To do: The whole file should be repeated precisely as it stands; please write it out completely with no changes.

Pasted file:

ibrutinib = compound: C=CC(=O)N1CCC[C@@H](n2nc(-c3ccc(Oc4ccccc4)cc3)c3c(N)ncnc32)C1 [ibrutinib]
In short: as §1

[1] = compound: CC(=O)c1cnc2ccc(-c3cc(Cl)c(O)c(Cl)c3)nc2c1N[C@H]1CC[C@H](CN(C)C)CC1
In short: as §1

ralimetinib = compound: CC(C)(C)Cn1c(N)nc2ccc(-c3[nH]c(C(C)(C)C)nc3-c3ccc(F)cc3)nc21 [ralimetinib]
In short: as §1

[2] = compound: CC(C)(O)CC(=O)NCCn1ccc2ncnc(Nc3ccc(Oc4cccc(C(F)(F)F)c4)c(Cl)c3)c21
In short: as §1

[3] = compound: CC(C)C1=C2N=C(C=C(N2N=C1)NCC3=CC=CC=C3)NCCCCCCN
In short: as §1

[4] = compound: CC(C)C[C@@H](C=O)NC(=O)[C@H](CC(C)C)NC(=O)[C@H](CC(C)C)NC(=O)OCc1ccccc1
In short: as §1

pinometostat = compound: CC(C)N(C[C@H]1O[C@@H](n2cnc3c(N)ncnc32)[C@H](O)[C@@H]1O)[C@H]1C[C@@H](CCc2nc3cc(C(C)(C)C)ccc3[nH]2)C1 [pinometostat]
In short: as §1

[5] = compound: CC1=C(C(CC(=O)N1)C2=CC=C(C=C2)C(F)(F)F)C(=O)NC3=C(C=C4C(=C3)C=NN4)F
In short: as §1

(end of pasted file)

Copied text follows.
ibrutinib = compound: C=CC(=O)N1CCC[C@@H](n2nc(-c3ccc(Oc4ccccc4)cc3)c3c(N)ncnc32)C1 [ibrutinib]
In short: as §1

[1] = compound: CC(=O)c1cnc2ccc(-c3cc(Cl)c(O)c(Cl)c3)nc2c1N[C@H]1CC[C@H](CN(C)C)CC1
In short: as §1

ralimetinib = compound: CC(C)(C)Cn1c(N)nc2ccc(-c3[nH]c(C(C)(C)C)nc3-c3ccc(F)cc3)nc21 [ralimetinib]
In short: as §1

[2] = compound: CC(C)(O)CC(=O)NCCn1ccc2ncnc(Nc3ccc(Oc4cccc(C(F)(F)F)c4)c(Cl)c3)c21
In short: as §1

[3] = compound: CC(C)C1=C2N=C(C=C(N2N=C1)NCC3=CC=CC=C3)NCCCCCCN
In short: as §1

[4] = compound: CC(C)C[C@@H](C=O)NC(=O)[C@H](CC(C)C)NC(=O)[C@H](CC(C)C)NC(=O)OCc1ccccc1
In short: as §1

pinometostat = compound: CC(C)N(C[C@H]1O[C@@H](n2cnc3c(N)ncnc32)[C@H](O)[C@@H]1O)[C@H]1C[C@@H](CCc2nc3cc(C(C)(C)C)ccc3[nH]2)C1 [pinometostat]
In short: as §1

[5] = compound: CC1=C(C(CC(=O)N1)C2=CC=C(C=C2)C(F)(F)F)C(=O)NC3=C(C=C4C(=C3)C=NN4)F
In short: as §1